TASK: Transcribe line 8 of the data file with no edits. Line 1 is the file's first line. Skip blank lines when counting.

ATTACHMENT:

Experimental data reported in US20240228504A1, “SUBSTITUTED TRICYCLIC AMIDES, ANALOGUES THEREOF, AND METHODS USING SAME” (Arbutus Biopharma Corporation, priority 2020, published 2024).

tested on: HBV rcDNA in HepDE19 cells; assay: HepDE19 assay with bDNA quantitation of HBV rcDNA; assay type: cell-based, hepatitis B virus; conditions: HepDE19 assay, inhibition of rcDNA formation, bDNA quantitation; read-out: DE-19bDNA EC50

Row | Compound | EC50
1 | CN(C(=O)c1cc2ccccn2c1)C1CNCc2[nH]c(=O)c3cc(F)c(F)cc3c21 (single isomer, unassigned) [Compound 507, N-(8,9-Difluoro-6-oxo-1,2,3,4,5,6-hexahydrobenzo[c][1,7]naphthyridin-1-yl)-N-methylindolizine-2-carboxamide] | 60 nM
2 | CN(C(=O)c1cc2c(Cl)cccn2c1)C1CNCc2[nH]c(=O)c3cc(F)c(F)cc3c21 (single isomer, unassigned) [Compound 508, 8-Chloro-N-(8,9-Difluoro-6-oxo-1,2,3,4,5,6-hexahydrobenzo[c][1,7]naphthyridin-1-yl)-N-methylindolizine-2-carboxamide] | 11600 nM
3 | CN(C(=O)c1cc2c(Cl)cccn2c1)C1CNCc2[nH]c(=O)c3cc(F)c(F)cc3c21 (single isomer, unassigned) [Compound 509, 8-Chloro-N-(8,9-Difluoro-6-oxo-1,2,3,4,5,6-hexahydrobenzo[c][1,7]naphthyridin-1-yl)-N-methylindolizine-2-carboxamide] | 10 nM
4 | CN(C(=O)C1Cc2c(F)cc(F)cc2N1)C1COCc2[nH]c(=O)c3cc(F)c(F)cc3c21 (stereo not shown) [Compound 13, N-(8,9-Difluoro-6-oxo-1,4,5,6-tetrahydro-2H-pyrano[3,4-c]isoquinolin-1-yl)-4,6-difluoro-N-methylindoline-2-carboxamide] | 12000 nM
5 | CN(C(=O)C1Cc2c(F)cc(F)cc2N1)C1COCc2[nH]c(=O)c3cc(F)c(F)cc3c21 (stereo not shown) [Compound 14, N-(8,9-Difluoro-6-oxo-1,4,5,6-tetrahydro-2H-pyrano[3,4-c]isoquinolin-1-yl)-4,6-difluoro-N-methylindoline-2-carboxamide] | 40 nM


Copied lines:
5 | CN(C(=O)C1Cc2c(F)cc(F)cc2N1)C1COCc2[nH]c(=O)c3cc(F)c(F)cc3c21 (stereo not shown) [Compound 14, N-(8,9-Difluoro-6-oxo-1,4,5,6-tetrahydro-2H-pyrano[3,4-c]isoquinolin-1-yl)-4,6-difluoro-N-methylindoline-2-carboxamide] | 40 nM